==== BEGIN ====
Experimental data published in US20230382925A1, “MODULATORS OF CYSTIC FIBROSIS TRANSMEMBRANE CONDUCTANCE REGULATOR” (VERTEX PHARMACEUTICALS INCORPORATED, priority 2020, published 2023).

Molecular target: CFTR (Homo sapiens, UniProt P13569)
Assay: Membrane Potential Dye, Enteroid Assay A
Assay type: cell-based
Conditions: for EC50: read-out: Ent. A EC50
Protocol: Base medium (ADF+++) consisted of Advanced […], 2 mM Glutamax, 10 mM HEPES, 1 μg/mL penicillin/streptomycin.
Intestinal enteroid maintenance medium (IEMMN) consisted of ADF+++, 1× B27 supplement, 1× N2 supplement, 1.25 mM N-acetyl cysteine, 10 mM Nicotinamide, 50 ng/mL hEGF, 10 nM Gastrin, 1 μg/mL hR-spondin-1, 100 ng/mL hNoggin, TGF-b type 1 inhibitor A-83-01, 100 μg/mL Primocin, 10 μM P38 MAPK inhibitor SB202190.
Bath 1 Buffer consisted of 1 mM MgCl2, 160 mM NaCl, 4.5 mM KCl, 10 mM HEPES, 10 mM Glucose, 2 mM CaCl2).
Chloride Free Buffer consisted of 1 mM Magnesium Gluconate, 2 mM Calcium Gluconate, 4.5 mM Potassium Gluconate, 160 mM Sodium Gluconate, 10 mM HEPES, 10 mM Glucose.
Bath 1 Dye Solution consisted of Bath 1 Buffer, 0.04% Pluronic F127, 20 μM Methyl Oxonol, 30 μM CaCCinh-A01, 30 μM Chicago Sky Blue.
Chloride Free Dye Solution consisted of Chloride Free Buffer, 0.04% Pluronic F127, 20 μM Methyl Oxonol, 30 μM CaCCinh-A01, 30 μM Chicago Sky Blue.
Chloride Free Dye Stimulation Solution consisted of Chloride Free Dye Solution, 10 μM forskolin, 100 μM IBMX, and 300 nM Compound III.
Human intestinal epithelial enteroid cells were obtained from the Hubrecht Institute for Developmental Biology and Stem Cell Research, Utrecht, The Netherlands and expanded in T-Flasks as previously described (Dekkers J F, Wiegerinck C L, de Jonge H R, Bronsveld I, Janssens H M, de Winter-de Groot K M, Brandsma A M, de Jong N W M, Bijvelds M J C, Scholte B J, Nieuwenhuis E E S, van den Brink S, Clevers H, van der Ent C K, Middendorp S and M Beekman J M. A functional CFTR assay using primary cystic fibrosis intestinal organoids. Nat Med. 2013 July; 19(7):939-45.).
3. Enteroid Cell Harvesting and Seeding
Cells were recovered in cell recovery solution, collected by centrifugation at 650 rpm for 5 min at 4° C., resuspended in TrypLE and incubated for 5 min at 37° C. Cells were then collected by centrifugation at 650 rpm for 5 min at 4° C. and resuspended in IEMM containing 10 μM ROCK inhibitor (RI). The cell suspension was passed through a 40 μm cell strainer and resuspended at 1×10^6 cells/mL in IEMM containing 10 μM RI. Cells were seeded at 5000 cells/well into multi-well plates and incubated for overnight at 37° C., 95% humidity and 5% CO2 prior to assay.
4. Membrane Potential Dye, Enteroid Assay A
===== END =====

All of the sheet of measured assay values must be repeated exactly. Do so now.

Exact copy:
Experimental data published in US20230382925A1, “MODULATORS OF CYSTIC FIBROSIS TRANSMEMBRANE CONDUCTANCE REGULATOR” (VERTEX PHARMACEUTICALS INCORPORATED, priority 2020, published 2023).

Molecular target: CFTR (Homo sapiens, UniProt P13569)
Assay: Membrane Potential Dye, Enteroid Assay A
Assay type: cell-based
Conditions: for EC50: read-out: Ent. A EC50
Protocol: Base medium (ADF+++) consisted of Advanced […], 2 mM Glutamax, 10 mM HEPES, 1 μg/mL penicillin/streptomycin.
Intestinal enteroid maintenance medium (IEMMN) consisted of ADF+++, 1× B27 supplement, 1× N2 supplement, 1.25 mM N-acetyl cysteine, 10 mM Nicotinamide, 50 ng/mL hEGF, 10 nM Gastrin, 1 μg/mL hR-spondin-1, 100 ng/mL hNoggin, TGF-b type 1 inhibitor A-83-01, 100 μg/mL Primocin, 10 μM P38 MAPK inhibitor SB202190.
Bath 1 Buffer consisted of 1 mM MgCl2, 160 mM NaCl, 4.5 mM KCl, 10 mM HEPES, 10 mM Glucose, 2 mM CaCl2).
Chloride Free Buffer consisted of 1 mM Magnesium Gluconate, 2 mM Calcium Gluconate, 4.5 mM Potassium Gluconate, 160 mM Sodium Gluconate, 10 mM HEPES, 10 mM Glucose.
Bath 1 Dye Solution consisted of Bath 1 Buffer, 0.04% Pluronic F127, 20 μM Methyl Oxonol, 30 μM CaCCinh-A01, 30 μM Chicago Sky Blue.
Chloride Free Dye Solution consisted of Chloride Free Buffer, 0.04% Pluronic F127, 20 μM Methyl Oxonol, 30 μM CaCCinh-A01, 30 μM Chicago Sky Blue.
Chloride Free Dye Stimulation Solution consisted of Chloride Free Dye Solution, 10 μM forskolin, 100 μM IBMX, and 300 nM Compound III.
Human intestinal epithelial enteroid cells were obtained from the Hubrecht Institute for Developmental Biology and Stem Cell Research, Utrecht, The Netherlands and expanded in T-Flasks as previously described (Dekkers J F, Wiegerinck C L, de Jonge H R, Bronsveld I, Janssens H M, de Winter-de Groot K M, Brandsma A M, de Jong N W M, Bijvelds M J C, Scholte B J, Nieuwenhuis E E S, van den Brink S, Clevers H, van der Ent C K, Middendorp S and M Beekman J M. A functional CFTR assay using primary cystic fibrosis intestinal organoids. Nat Med. 2013 July; 19(7):939-45.).
3. Enteroid Cell Harvesting and Seeding
Cells were recovered in cell recovery solution, collected by centrifugation at 650 rpm for 5 min at 4° C., resuspended in TrypLE and incubated for 5 min at 37° C. Cells were then collected by centrifugation at 650 rpm for 5 min at 4° C. and resuspended in IEMM containing 10 μM ROCK inhibitor (RI). The cell suspension was passed through a 40 μm cell strainer and resuspended at 1×10^6 cells/mL in IEMM containing 10 μM RI. Cells were seeded at 5000 cells/well into multi-well plates and incubated for overnight at 37° C., 95% humidity and 5% CO2 prior to assay.
4. Membrane Potential Dye, Enteroid Assay A